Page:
What to Know About Your Feet When Buying Running Shoes

Ashley Lauretta
by Ashley Lauretta
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What to Know About Your Feet When Buying Running Shoes

The most common question that Josh Brimhall owner of Red Rock Running Company in Nevada gets asked is, “How do I know which shoe is best for me?” That involves in-depth knowledge of your foot and a trained eye to determine how your foot moves in relation to your ankle and hips.


It can be overwhelming to learn there are so many different options when it comes to running shoes, such as neutral, stability, minimal, maximal … the list goes on.


The most important thing you can know about your foot is its mobility so you can determine if you need more stability or a more flexible shoe. In order to do this, Tom Labisch, doctor of physical therapy, of InStep Physical Therapy & Running Center in Wisconsin shares the acronym of FAST: foot, arch, symmetry, technique.

“There’s a preconceived notion among shoe shoppers that if your foot looks a certain way — say you have a flat foot — you need a certain type of shoe,” says Brent James, Product Line Manager, Run Footwear at Under Armour. “But foot type and foot shape is only a fraction of the story because a flexible foot or sensitive one requires a different shoe.” When it comes to your foot, examining its mobility is key. The more stable your foot, the more flexible shoe you need.

“A stiff foot will maintain its posture and arch position when challenged with a squat or a twist through the body down to the feet,” explains Labisch. “A foot that is hyper-flexible will collapse extra far when challenged, which ends up driving extra motion further up the lower extremity and can create overloads at the foot, knee and hip.”



For the arch, Labisch recommends using a wet footprint on the ground or paper bag to determine if you have a high or low arch. “If your footprint is one big blob it is a low arch; if it is disconnected from front to back it is extra high,” he says. But it would be a mistake to fit by arch type. “The arch height is not that accurate at predicting the foot mobility which is the more important factor in shoe selection. For example, some people with high arches actually have extra-flexible feet.”


Symmetry is used to determine if you pronate or supinate, which are terms that explain how your foot hits the ground when it makes contact. Do your feet roll inward or do you land on the outside of your foot? This will determine the type of shoe for you.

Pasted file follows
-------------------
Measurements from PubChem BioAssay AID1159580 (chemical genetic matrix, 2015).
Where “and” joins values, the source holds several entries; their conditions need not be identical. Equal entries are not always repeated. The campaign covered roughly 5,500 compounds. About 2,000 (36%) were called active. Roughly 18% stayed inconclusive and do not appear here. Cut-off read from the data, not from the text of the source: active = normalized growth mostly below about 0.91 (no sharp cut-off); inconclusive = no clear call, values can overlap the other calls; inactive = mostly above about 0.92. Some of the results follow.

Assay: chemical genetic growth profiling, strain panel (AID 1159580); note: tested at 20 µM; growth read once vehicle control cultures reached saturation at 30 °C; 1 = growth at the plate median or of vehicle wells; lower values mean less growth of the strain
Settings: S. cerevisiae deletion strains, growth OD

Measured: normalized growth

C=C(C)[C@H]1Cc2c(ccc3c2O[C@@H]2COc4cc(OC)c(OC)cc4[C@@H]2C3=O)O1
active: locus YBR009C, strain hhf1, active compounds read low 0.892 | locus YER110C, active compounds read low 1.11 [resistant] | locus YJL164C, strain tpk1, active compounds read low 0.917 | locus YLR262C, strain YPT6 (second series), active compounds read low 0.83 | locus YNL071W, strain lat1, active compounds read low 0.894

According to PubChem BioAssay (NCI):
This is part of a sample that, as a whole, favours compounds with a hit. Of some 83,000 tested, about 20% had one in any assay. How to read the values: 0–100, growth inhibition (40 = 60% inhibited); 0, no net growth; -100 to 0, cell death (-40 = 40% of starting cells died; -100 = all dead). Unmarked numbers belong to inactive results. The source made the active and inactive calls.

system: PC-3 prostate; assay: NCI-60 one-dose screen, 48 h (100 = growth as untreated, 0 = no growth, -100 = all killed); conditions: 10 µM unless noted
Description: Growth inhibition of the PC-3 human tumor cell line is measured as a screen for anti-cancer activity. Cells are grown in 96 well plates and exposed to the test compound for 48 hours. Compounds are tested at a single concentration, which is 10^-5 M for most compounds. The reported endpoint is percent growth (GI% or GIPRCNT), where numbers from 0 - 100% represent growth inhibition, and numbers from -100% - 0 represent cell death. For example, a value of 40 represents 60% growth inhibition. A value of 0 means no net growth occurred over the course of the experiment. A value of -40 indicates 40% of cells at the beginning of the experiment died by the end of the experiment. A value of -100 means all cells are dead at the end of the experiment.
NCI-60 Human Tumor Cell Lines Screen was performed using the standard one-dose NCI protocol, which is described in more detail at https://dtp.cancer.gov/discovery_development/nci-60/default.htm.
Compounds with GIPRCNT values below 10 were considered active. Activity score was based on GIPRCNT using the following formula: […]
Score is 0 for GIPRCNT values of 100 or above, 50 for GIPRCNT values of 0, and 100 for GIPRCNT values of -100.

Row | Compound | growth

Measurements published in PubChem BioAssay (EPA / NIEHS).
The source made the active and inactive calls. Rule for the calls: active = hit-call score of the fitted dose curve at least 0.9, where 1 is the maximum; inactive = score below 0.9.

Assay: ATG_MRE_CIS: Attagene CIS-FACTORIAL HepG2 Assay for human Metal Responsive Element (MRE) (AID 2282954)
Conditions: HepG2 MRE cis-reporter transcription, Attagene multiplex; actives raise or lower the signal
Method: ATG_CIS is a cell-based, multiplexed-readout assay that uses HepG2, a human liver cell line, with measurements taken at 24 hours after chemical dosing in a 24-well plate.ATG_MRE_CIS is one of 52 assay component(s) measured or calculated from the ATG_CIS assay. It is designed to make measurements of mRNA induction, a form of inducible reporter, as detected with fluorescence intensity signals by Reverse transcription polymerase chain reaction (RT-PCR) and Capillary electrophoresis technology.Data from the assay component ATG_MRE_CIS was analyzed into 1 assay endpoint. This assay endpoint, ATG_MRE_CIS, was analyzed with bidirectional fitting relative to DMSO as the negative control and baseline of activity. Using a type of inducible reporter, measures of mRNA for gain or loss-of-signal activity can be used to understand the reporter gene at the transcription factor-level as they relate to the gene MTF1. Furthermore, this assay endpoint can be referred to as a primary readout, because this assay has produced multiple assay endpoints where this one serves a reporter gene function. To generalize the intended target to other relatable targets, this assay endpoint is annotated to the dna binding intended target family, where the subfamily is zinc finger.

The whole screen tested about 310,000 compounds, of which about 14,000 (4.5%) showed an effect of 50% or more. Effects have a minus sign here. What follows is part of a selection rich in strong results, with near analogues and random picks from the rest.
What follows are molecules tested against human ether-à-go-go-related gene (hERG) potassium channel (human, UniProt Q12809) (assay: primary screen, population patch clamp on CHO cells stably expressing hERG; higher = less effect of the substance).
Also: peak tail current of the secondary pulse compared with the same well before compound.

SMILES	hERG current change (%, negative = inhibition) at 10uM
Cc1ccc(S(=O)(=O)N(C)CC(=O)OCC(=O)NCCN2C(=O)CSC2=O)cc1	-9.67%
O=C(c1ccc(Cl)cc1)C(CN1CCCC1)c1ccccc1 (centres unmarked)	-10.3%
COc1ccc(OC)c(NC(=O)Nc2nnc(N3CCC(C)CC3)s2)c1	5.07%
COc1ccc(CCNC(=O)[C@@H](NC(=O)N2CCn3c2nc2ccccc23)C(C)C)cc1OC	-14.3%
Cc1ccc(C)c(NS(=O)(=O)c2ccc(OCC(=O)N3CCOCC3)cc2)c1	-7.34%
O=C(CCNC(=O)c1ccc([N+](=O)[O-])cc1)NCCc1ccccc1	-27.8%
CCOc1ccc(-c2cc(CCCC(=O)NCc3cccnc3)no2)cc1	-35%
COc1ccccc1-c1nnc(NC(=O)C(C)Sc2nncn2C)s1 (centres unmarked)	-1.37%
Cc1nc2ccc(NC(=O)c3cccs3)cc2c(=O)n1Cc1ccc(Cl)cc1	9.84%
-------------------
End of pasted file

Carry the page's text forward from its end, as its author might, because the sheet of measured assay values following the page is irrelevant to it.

“Body symmetry also affects runners. Leg length differences, tightness, weakness, can lead you to create compensations in your stride,” Labisch adds. “If there are differences, or asymmetries, in a runner’s body these compensations often feed into overuse injuries.”


Finally, there is technique, which explains if you are a heel-striker, you land midfoot or you are a forefoot runner. This helps to know what heel-to-toe drop is right for you.



Yes, this is a lot of information. If you’re overwhelmed, gait analysis — which takes all of the above into consideration — is recommended. In most cases, this involves running on a treadmill in a specialty shoe store or having them video your stride to review. From there, you’ll get a few options to try and determine which shoe is most comfortable.

“One of the most beneficial things a runner/walker can do when being fit for a new shoe is to develop a rapport with the person who’s fitting them,” says Brimhall. “We learn just as much information from a runner or prospective runner from a simple conversation about past training, past/current injuries and goals of the runner/walker going forward.”

Bringing in a pair (or pairs) of current running shoes also helps sales staff see what you’ve been running in, to figure out your likes and dislikes. Additionally, it’s great to ask if there is an updated version of your current shoe if you had success in it.

“Typically, manufacturers tend to keep v2’s or subsequent versions as similar as possible to the initial offering. However, we always recommend trying on the updated shoe version whenever possible to ensure the minor updates the manufacturer made will still accommodate the runner’s needs,” adds Brimhall. “More often than not the updates will work, but occasionally they have changed the ‘new’ version too much for the runner who will then need to transfer into another model/manufacturer.”

Though gait analysis isn’t critical, it can help you narrow down your options—as there are many—and help you understand your anatomy and stride better.


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About the Author

Ashley Lauretta
Ashley Lauretta

Ashley is a journalist based in Austin, Texas. She is the assistant editor at LAVA and her work appears in The Atlantic, ELLE, GOOD Sports, espnW, VICE Sports, Health, Men’s Journal, Women’s Running and more. Find her on Twitter at @ashley_lauretta.


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